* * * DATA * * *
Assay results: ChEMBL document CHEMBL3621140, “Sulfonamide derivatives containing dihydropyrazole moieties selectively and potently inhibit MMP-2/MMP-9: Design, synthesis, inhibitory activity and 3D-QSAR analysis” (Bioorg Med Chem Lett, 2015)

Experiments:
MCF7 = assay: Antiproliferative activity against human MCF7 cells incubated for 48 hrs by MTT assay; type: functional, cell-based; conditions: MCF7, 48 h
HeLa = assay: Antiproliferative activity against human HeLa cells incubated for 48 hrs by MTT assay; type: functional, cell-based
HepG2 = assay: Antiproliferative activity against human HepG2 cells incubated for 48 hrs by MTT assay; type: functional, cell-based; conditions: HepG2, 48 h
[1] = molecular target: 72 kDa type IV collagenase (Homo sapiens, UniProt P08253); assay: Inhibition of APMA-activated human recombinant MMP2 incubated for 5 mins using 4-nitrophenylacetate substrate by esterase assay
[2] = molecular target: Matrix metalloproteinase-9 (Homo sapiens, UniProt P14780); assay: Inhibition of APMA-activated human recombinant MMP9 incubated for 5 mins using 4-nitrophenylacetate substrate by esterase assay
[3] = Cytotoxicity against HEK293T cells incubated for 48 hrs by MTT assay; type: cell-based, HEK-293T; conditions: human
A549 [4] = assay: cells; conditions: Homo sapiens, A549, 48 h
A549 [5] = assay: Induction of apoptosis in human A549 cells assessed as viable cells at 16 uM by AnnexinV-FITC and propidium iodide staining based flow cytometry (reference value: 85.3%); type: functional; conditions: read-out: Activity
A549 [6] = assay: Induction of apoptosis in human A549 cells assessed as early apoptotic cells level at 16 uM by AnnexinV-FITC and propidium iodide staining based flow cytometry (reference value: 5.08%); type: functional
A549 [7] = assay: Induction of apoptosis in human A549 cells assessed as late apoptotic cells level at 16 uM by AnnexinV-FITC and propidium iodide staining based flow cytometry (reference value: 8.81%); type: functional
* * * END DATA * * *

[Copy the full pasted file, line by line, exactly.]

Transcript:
Assay results: ChEMBL document CHEMBL3621140, “Sulfonamide derivatives containing dihydropyrazole moieties selectively and potently inhibit MMP-2/MMP-9: Design, synthesis, inhibitory activity and 3D-QSAR analysis” (Bioorg Med Chem Lett, 2015)

Experiments:
MCF7 = assay: Antiproliferative activity against human MCF7 cells incubated for 48 hrs by MTT assay; type: functional, cell-based; conditions: MCF7, 48 h
HeLa = assay: Antiproliferative activity against human HeLa cells incubated for 48 hrs by MTT assay; type: functional, cell-based
HepG2 = assay: Antiproliferative activity against human HepG2 cells incubated for 48 hrs by MTT assay; type: functional, cell-based; conditions: HepG2, 48 h
[1] = molecular target: 72 kDa type IV collagenase (Homo sapiens, UniProt P08253); assay: Inhibition of APMA-activated human recombinant MMP2 incubated for 5 mins using 4-nitrophenylacetate substrate by esterase assay
[2] = molecular target: Matrix metalloproteinase-9 (Homo sapiens, UniProt P14780); assay: Inhibition of APMA-activated human recombinant MMP9 incubated for 5 mins using 4-nitrophenylacetate substrate by esterase assay
[3] = Cytotoxicity against HEK293T cells incubated for 48 hrs by MTT assay; type: cell-based, HEK-293T; conditions: human
A549 [4] = assay: cells; conditions: Homo sapiens, A549, 48 h
A549 [5] = assay: Induction of apoptosis in human A549 cells assessed as viable cells at 16 uM by AnnexinV-FITC and propidium iodide staining based flow cytometry (reference value: 85.3%); type: functional; conditions: read-out: Activity
A549 [6] = assay: Induction of apoptosis in human A549 cells assessed as early apoptotic cells level at 16 uM by AnnexinV-FITC and propidium iodide staining based flow cytometry (reference value: 5.08%); type: functional
A549 [7] = assay: Induction of apoptosis in human A549 cells assessed as late apoptotic cells level at 16 uM by AnnexinV-FITC and propidium iodide staining based flow cytometry (reference value: 8.81%); type: functional